1. In the method of filling and sealing an open mouthed receptacle of thermoplastic sheet material having a valve aperture in its body adjacent the mouth thereof, the steps which comprise filling said receptacle through said mouth to alieight below said valve aperture, sealing the mouth of the receptacle by applying heat` transversely thereof to fuse togtetrfeopposing Wall surfaces of said sheet material, exhausting air from said receptacle thgghjaid valve aperture therein, and then sealing the valve aperture-by-neat fusing togtmh' a surfaces of th`e`sleet material about the valve aperture While air is exhausted from the receptacle.

2. In the method of filling and sealing an open mouthed receptacle of thermoplastic sheet material having a valve aperture in its body adjacent the mouth thereof, the steps which comprise filling said receptacle through said mouth to a height below said valve aperture, sealing the mouth of the receptacle by applying heat transversely thereof to fuse together the opposing Wall surfaces of said sheet material, placing said receptacle in a closed chamber and exhausting air from said chamber and the receptacle through said valve aperture therein, and then sealing the valve aperture by heat fusing together the Wall surfaces of the sheet material about the valve aperture while the receptacle is in said chamber and air is exhausted therefrom.

3. In the method of lling and sealing an open mouthed plural ply bag having an integral inner ply of heat fusible material and a valve aperture adjacent said mouth, the steps which comprise lling said bag through its open mouth to a height below said valve aperture therein, sealing the open mouth of said bag by applying heat transversely of the bag to fuse together the opposing Wall surfaces of said inner ply, exposing the interior and exterior of said bag to a. vacuum to exhaust air from the bag through said valve aperture, and sealing-off the valve aperture from the interior of the bag by heat fusing together the opposing wall surfaces of the inner ply about said valve aperture while said bag is exposed to said vacuum.

4. In the method of filling and sealing an open mouthed plural ply bag having an integral inner ply of heat fusible material and a valve aperture adjacent said mouth, the steps which comprise filling said bag through its open mouth to a height below said valve aperture therein, sealing the open mouth of said bag by applying heat transversely of the bag to fuse together the opposing Wall surfaces of said inner ply, placing said receptacle in a closed chamber and exhausting the air from said chamber and from said receptacle through the valve aperture therein, and sealing-off the valve aperture from the interior of the bag by heat fusing together the opposing Wall surfaces of the inner ply about said valve apertures While said bag is in said chamber and the air exhausted therefrom.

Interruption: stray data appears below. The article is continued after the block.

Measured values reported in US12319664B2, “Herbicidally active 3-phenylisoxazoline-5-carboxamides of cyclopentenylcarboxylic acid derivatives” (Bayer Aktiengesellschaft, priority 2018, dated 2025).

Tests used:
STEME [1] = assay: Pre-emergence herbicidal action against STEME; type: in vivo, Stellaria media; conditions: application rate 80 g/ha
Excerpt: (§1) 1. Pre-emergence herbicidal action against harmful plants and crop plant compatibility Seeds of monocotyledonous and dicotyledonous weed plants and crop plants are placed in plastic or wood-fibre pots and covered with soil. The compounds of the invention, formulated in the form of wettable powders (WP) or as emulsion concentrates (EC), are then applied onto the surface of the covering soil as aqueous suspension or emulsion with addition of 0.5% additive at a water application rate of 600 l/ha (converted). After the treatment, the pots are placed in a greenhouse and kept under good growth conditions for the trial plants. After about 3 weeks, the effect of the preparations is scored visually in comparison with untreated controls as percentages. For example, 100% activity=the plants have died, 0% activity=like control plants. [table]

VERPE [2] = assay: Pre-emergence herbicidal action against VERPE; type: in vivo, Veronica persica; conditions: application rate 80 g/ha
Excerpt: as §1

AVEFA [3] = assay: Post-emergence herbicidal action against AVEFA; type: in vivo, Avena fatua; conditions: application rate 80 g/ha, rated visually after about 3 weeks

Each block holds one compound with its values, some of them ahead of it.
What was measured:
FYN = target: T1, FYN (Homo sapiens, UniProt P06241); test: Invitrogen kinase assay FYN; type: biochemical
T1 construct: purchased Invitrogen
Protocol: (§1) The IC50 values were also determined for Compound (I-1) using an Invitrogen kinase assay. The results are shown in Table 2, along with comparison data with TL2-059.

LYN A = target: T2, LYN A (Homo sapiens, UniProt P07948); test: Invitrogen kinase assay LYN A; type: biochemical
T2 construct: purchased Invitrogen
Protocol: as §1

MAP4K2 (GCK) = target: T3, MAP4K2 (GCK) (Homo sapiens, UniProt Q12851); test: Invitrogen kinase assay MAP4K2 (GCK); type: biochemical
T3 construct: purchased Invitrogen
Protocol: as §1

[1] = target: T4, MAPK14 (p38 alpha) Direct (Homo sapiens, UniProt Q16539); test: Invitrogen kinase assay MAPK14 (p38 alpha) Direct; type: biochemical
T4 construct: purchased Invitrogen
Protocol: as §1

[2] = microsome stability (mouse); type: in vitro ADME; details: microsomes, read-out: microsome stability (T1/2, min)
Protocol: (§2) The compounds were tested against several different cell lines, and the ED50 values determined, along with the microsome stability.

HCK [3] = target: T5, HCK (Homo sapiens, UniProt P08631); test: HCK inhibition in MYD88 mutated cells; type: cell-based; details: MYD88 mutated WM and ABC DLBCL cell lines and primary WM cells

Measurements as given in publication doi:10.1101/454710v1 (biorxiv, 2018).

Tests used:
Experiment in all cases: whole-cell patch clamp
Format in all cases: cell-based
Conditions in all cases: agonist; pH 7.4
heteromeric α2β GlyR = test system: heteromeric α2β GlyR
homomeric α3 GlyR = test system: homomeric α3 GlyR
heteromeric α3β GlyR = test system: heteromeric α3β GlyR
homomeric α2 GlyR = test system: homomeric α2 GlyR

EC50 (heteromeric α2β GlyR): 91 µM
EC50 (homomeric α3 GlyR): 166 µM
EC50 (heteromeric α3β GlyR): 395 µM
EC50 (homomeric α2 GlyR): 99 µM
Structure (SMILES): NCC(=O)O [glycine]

THOMAS M. ROYAL.

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Cited By (46)

* Cited by examiner, † Cited by third party
Publication number Priority date Publication date Assignee Title
US2432373A (en) * 1945-08-08 1947-12-09 Stokes & Smith Co System for filling containers
US2442161A (en) * 1944-10-10 1948-05-25 Bergstein Samuel Method of making gas filled flexible containers
US2468517A (en) * 1945-08-10 1949-04-26 Ivers Lee Co Method and machine for packaging or wrapping of articles
US2506769A (en) * 1944-09-09 1950-05-09 Bergstein Samuel Method of filling and sealing a container punctured at two spaced points for introduction of inert gas and discharge of internal air
US2528680A (en) * 1944-08-07 1950-11-07 Flexible Vacuum Container Corp Mechanism for filling, vacuumizing, and sealing containers
US2569410A (en) * 1948-09-25 1951-09-25 Crane Co Vacuum apparatus for filling capsulelike receptacles with fluid
US2576322A (en) * 1947-07-05 1951-11-27 Harry F Waters Bag with vacuum sealed valve closure
US2633684A (en) * 1947-06-05 1953-04-07 Howard A Rohdin Apparatus for packaging in a controlled atmosphere
US2634562A (en) * 1947-09-19 1953-04-14 Marathon Corp Method of evacuating and heatsealing packages
US2649234A (en) * 1949-08-18 1953-08-18 Wilts United Dairies Ltd Airtight package
US2649671A (en) * 1949-12-10 1953-08-25 Donald E Bartelt Method of and machine for packaging material in an inert gaseous atmosphere
US2704562A (en) * 1955-03-22 Expendible golf bag
US2708541A (en) * 1952-10-10 1955-05-17 Dow Chemical Co Sealed package evacuating means
US2744669A (en) * 1952-07-29 1956-05-08 Neil W Ashe Machine for packaging merchandise
US2757855A (en) * 1950-10-12 1956-08-07 Bemis Bro Bag Co Bag closure
US2778173A (en) * 1950-11-29 1957-01-22 Wilts United Dairies Ltd Method of producing airtight packages
US2844249A (en) * 1954-08-17 1958-07-22 Dentists Supply Co Packaged commodity
US2874890A (en) * 1956-08-09 1959-02-24 Milton C Evanstein Box
US2889673A (en) * 1955-10-24 1959-06-09 Louis B Rockland Sealing device
US2923111A (en) * 1954-07-14 1960-02-02 Roto Wrap Machine Corp Packaging machine
US2959900A (en) * 1956-10-12 1960-11-15 S G Leoffler Packaging finely divided materials
US2969907A (en) * 1958-04-15 1961-01-31 Dixie Wax Paper Company Reinforced bag
US2994996A (en) * 1956-08-29 1961-08-08 Klar Paul Gerhard Flat-bag packaging machine
US2999627A (en) * 1957-10-18 1961-09-12 Fr Hesser Maschinenfabrik Ag F Flat bag package and method for fabricating same